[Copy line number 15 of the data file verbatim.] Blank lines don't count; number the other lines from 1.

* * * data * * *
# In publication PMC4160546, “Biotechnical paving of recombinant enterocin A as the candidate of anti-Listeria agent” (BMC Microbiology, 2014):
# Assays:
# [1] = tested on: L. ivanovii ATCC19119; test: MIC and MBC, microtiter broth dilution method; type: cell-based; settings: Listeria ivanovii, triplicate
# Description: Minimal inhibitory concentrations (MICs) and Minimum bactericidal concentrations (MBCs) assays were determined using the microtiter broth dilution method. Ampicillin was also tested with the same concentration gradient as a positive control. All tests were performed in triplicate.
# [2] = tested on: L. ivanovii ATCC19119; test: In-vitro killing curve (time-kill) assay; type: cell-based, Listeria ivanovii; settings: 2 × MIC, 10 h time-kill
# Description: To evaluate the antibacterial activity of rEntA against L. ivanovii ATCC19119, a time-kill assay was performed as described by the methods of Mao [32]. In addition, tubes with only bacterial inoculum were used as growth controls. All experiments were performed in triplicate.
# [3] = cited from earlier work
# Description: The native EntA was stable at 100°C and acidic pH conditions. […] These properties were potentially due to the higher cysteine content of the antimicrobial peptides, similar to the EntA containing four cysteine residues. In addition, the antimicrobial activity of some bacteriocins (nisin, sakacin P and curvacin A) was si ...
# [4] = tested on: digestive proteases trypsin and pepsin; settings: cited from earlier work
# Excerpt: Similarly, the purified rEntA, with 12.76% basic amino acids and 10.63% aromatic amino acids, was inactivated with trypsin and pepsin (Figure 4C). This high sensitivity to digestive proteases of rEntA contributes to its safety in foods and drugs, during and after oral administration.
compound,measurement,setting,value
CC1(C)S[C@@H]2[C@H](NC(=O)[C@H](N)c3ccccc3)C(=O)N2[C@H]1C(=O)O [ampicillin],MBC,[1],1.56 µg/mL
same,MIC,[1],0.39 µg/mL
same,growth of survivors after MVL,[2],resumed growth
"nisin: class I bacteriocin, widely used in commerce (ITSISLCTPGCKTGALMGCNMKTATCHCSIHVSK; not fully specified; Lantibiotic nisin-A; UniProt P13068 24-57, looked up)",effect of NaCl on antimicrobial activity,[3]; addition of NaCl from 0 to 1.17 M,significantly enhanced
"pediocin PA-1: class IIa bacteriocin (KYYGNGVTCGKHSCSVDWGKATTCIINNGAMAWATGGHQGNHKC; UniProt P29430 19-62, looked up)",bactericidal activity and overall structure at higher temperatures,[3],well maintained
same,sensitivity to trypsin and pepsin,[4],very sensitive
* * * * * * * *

"nisin: class I bacteriocin, widely used in commerce (ITSISLCTPGCKTGALMGCNMKTATCHCSIHVSK; not fully specified; Lantibiotic nisin-A; UniProt P13068 24-57, looked up)",effect of NaCl on antimicrobial activity,[3]; addition of NaCl from 0 to 1.17 M,significantly enhanced